]. If HIV vaccine and rectal microbicide trials were to be initiated with MSM in the UK, further research would be required to assess the factors that could facilitate or prevent participation in this population. Education and community mobilisation could increase willingness to participate in such studies [31
], and consideration should be given to describing trial protocols to potential participants as part of assessing willingness to join research projects.
There is continuing interest in the potential for behavioural interventions among MSM in Scotland [3
], and over half of the men surveyed indicated willingness to participate in this type of research. However, men who were treatment optimistic, and less worried about HIV now treatments had improved, were less likely to be willing to do so. Although only a minority of MSM are optimistic (see Table and as noted elsewhere [32
]), associations between treatment optimism and sexual risk behaviour have been recognised [32
]. Increases in sexual risk behaviour cannot be fully accounted for by increasing treatment optimism [35
], but this issue nevertheless remains a challenge and something to consider during recruitment for a behaviour change research study.
Future willingness to participate in vaccine, microbicide or behaviour change research studies was greater among service users, particularly among men who reported having had an STI in the past 12 months. This suggests existing services may be appropriate venues within which to recruit men for future research. Intervention delivery in these settings has previously been identified as a characteristic of successful interventions among people living with HIV [38
], though a wider range of recruitment settings may be necessary to recruit sufficient numbers, and relevant risk groups, of MSM [39
]. Willingness to participate in behaviour change was also higher among HIV-positive men, a group for whom, to date, behavioural interventions have proven largely ineffective [38
Previous research found men at higher risk of HIV were more likely to be willing to take part in HIV vaccine trials [23
]. Here, the lack of association between sexual risk behaviours (other than having had an STI in the past 12 months) and such willingness suggests it may be difficult to recruit adequate numbers of men at higher risk of HIV (particularly beyond the clinical setting); a finding that has implications for the design (and cost) of such future research. Sherr et al. estimated that a minimum of 15,000 HIV-negative men would need to be approached to recruit 1,000 high-risk HIV-negative men into a vaccine trial (based on a willingness to participate rate of 6.9%) [24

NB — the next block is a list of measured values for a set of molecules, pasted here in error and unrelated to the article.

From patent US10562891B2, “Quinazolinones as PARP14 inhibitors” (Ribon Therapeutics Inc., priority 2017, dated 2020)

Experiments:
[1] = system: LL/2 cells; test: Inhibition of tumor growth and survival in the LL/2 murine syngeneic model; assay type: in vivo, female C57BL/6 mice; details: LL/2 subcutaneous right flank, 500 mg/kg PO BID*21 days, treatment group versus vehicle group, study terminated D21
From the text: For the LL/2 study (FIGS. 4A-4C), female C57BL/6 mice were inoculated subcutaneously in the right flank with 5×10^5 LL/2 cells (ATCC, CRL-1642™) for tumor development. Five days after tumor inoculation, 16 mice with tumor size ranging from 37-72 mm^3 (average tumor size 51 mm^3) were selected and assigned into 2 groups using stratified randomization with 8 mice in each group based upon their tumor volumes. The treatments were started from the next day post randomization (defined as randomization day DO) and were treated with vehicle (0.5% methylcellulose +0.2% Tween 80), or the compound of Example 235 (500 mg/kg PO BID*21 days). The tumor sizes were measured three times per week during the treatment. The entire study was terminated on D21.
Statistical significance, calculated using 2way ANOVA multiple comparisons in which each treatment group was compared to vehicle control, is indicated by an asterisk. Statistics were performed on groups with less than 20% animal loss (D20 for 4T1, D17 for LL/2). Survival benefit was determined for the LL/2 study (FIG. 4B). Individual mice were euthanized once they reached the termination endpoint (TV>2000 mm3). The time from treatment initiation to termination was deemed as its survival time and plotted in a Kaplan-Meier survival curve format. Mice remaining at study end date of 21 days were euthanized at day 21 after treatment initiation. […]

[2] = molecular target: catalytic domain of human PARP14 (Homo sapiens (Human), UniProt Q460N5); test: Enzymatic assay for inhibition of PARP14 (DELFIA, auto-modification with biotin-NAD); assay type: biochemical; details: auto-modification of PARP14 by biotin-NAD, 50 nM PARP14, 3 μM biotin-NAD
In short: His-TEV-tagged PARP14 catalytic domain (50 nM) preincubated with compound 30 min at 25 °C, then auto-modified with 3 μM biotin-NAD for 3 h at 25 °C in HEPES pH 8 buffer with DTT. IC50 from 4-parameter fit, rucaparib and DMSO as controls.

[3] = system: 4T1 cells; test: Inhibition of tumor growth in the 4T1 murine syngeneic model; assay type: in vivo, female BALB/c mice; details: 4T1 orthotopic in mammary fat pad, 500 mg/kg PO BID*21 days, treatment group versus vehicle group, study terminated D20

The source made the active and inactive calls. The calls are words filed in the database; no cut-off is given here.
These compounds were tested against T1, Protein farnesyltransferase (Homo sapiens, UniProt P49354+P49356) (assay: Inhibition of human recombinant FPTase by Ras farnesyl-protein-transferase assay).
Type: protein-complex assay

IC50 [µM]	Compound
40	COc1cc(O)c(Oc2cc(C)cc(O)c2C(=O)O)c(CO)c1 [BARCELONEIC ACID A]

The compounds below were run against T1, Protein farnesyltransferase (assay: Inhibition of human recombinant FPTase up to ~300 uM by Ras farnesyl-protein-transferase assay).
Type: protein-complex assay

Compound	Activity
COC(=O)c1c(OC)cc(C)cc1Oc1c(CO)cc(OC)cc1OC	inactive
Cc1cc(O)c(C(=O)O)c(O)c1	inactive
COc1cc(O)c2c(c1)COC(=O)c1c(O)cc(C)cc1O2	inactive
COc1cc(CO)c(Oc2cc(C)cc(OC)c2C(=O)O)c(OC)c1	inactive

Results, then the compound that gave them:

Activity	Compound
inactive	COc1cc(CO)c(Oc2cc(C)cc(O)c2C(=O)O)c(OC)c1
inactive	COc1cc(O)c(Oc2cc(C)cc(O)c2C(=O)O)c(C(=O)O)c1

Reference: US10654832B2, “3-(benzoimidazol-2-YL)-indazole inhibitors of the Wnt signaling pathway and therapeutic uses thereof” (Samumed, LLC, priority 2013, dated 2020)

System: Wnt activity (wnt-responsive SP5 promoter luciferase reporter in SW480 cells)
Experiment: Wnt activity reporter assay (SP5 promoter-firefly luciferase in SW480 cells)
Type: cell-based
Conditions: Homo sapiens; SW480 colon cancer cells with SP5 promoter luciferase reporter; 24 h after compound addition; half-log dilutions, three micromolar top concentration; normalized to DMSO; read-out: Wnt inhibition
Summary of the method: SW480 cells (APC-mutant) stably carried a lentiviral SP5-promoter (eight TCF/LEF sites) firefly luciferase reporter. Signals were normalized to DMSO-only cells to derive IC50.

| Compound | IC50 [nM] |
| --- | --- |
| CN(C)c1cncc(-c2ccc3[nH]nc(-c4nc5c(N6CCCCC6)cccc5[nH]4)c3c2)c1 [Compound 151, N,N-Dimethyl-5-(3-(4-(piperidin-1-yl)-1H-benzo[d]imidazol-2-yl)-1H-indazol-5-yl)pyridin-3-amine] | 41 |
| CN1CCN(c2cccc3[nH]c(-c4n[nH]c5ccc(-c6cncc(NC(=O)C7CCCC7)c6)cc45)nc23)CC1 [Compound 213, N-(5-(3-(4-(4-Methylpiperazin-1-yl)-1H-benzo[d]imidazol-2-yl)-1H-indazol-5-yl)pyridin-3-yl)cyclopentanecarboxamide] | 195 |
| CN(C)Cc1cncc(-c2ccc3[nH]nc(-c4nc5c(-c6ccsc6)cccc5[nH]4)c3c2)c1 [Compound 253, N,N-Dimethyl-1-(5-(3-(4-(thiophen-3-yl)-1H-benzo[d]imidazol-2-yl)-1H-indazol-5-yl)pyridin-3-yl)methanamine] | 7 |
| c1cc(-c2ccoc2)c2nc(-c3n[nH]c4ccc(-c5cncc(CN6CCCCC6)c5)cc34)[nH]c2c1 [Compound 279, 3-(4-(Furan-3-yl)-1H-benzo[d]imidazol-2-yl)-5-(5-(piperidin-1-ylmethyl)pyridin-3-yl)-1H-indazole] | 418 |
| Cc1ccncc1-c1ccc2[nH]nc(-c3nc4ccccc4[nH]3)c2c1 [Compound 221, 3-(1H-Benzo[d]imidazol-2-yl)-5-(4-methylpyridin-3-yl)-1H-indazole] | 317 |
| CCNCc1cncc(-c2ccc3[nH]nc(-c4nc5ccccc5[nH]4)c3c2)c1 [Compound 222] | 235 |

]. Our study identified 189 men (12.5% of the total survey sample) who tested HIV-negative, reported UAI with partners of unknown or discordant HIV status in the past 12 months and were willing to participate in an HIV vaccine research study. With a 70.5% survey RR, over 10,000 men would have to be approached to achieve a sample size of 8,000 men in order to recruit 1,000 such high-risk HIV-negative men into a trial.
To be adequately powered to show effect on HIV incidence, trials require large sample sizes. A definitive phase III trial with 95% power to detect an effect with a 60% effective vaccine would require approximately 6,000 participants from a population with annual 2% HIV incidence [40
]. Based on the figures noted above, 60,000 men would have to be approached to achieve this sample size, requiring large multi-centre (and even multi-country) studies.
Combination prevention, which incorporates biomedical and behavioural, as well as social and structural, interventions has been argued as the way forward for HIV prevention [41
]. The detailed assessment of the acceptability and feasibility of such interventions is vital [10
], particularly to avoid the flaws that can lead to ‘flat’ results [4
]. Our findings suggest recruitment of high-risk men, who have the potential to benefit most from such interventions, is likely to be challenging, time consuming, and hence costly. The best means of facilitating this should be examined through feasibility studies, prior to initiating intervention trials.